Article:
HOW TO HOOK UP YOUR HOME THEATRE from Disney was a welcome return to the full animated, hand drawn days of short film production. It's not that it was something new--it was just nice to see something old there.
MY LOVE from Alexander Petrov had his usual incredible technique but was a little hard to follow if you haven't read the story it was based on.
I was delighted with I MET THE WALRUS, a witty, well timed and directed animated tribute to John Lennon (who provides the soundtrack.)
Bill Plympton's SHUTEYE HOTEL was 'arrestingly' designed, and well timed.
A real surprise was MEME LES PIGEONS VONT AU PARADIS, an hilarious French film about a priest who tries to scare an old man into repenting his sins with the aid of a 'heaven machine'. It's witty, well timed, and has an unusual story.

Two stars: Disappointments, although well made: THE PEARCE SISTERS from Aardman, which was unattractive to look at and had an obvious story, though it was extremely well directed and animated; PETER AND THE WOLF, an overproduced stop motion version of the Prokofiev piece that featured an excellent duck, but poor use of the music, weak story 'adaptation'--(what's with that beginning and ending, anyhow?) and overly-realistic character design; and PRINTED RAINBOW, which would have been great had it been shortened by approximately 50% of its running time.

Weak films outnumbered the good-to-fair ones by a factor of three. I won't write about the ones I would call 'pretentious crap'. There were a fair few of these.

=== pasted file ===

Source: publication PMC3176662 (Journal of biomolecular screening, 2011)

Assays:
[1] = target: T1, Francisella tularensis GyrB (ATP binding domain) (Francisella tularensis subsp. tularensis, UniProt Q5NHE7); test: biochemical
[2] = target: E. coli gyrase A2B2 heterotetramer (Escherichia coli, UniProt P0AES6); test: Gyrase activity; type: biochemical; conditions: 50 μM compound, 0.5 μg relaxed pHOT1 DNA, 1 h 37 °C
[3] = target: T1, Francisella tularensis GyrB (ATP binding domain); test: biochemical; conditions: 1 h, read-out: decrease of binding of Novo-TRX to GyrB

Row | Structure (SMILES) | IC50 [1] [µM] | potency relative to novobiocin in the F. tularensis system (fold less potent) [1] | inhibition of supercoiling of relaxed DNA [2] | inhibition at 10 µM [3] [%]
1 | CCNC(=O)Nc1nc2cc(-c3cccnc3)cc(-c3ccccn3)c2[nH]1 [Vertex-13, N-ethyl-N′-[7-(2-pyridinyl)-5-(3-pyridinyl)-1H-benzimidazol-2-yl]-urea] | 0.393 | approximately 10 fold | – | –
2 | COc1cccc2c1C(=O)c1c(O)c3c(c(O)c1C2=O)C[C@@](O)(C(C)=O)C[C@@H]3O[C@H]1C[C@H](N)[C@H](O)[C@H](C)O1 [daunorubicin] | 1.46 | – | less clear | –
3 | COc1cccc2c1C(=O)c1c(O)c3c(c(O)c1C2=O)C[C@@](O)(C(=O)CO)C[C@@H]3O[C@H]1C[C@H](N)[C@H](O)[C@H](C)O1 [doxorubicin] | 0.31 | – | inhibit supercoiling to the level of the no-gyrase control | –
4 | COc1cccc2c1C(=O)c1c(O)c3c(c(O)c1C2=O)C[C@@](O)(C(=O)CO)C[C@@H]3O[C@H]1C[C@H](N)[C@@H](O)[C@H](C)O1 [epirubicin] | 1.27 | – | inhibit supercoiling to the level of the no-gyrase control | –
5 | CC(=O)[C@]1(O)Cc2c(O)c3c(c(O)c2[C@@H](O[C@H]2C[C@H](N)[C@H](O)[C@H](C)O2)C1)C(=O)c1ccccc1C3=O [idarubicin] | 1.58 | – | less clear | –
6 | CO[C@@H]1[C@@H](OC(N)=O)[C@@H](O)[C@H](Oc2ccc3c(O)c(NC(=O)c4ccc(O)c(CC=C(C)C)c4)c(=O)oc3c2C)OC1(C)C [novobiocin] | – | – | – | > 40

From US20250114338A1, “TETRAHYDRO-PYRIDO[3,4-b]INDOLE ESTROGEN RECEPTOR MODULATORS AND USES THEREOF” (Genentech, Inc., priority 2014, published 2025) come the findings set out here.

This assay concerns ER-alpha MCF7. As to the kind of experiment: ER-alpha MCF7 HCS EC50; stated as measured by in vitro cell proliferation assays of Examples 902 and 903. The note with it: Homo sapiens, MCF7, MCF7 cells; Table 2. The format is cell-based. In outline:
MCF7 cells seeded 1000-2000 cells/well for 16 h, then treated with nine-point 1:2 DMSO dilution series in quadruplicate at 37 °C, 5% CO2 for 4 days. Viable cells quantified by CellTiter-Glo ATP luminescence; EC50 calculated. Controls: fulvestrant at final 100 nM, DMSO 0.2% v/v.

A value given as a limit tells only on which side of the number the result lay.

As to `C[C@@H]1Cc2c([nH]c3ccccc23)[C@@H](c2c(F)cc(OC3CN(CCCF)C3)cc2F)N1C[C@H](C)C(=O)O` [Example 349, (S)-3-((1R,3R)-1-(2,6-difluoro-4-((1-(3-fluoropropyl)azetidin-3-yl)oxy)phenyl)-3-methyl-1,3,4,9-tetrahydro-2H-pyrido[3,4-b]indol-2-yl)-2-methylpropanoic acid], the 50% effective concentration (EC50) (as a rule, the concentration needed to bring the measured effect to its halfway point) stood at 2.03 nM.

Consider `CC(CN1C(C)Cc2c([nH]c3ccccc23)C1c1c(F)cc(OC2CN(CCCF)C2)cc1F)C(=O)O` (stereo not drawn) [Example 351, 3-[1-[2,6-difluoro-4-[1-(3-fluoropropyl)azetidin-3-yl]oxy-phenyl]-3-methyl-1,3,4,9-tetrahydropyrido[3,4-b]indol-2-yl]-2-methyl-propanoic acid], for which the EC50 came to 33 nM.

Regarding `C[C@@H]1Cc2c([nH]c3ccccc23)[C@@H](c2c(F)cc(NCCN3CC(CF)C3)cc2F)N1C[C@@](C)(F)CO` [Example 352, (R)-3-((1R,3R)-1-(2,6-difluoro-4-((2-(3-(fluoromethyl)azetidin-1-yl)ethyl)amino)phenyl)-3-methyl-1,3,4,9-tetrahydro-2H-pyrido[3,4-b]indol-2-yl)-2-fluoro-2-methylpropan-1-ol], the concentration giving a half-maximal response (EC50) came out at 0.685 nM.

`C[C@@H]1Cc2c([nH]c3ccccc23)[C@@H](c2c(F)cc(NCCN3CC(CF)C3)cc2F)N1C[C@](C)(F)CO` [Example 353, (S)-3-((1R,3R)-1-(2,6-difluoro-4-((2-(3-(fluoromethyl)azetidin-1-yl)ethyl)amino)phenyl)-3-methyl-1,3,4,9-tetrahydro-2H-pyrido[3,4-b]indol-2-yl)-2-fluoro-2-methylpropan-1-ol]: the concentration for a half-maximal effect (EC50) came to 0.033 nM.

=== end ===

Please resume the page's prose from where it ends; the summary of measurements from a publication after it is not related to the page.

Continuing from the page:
We are only allowed to rate films from 5 to 10 if they have gotten this far in the screening process. I think some of the others must have given 1's or 0's to at least one of the screeners.

There was a notable 'thanatopsical' bent to many films. So many seemed to feature views of mortality and dissolution that Greg Ford confided during a break that "There's a real pattern here...I can hardly wait to die."

It's just the Zeitgeist, I replied.

Note to Academy: Please reinstate the system where we can raise our hands to have the film stopped. Ten hands used to mean that we didn't have to sit through interminable films. For some reason, we had to sit through them all. This is a bit much, even with the nice lunch provided.

Monday, November 12, 2007

The Singapore Schedule

Well, here it is...
I'm a 'legend in my own lunchtime'. Here's the schedule for my talk and masterclass for those of you who are in Singapore in a week's time!

Saturday, November 10, 2007

LaVerne Harding

Here is a link to Asifa's short biography of LaVerne Harding.

She started at the Walter Lantz studio in 1934, one year after Lillian Friedman started animating at Fleischer's. Harding died in 1984 and received an Annie award for her work in 1980, so she wasn't completely unrecognized in her lifetime.

Selby Kelly's story that Harding was promoted to animator on the spot during a strike at Lantz's is impossible to substantiate.

Lantz is quoted on the site, saying "They thought that women could only draw birds and flowers. They were wrong, of course."

Harding apparently redesigned Woody Woodpecker in 1950, and it is her model sheets that are used for later cartoons.


Friday, November 09, 2007

Girls Rule at Film Fest

2D OR NOT 2D festival 2007

This year’s theme of the 2D or not 2D festival was GIRLS NIGHT IN: WOMEN IN ANIMATION. It was appropriate that many of the top festival awards were won by female animators this year.

I was one of the opening night speakers along with Microsoft producer Kathie Flood and Pixar animator Kureha Yokoo. My presentation consisted of character design and storyboard sketches I drew when at Disney’s that had never been publicly shown, together with some clips from HERCULES and TREASURE PLANET. I had particular fun describing why some designs were not used, including a rare ‘censored’ scene I did in one film.